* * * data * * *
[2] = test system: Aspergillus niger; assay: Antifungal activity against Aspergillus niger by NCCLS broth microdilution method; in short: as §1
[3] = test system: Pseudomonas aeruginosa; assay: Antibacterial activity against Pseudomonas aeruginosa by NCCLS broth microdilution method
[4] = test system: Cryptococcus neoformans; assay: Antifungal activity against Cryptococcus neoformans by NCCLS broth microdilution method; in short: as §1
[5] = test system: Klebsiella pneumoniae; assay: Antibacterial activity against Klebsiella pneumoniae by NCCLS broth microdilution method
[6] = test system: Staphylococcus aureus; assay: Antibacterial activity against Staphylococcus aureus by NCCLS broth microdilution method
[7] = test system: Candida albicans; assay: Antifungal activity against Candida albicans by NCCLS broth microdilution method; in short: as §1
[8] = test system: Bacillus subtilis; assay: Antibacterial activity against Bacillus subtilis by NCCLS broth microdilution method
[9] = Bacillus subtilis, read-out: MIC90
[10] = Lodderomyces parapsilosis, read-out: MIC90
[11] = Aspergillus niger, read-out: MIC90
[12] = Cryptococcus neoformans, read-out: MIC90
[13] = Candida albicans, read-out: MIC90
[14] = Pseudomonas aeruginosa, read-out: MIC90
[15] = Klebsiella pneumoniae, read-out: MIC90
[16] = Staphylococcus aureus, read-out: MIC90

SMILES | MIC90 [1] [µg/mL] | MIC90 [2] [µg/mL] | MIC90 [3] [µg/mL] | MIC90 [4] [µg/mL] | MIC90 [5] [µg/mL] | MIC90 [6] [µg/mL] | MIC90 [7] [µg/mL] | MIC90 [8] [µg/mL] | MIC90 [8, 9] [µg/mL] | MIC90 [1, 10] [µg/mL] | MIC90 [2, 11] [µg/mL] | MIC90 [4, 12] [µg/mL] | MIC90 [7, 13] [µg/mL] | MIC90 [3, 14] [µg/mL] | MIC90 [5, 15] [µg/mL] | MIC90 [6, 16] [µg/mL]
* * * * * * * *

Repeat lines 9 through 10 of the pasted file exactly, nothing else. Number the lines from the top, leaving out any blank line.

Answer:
[10] = Lodderomyces parapsilosis, read-out: MIC90
[11] = Aspergillus niger, read-out: MIC90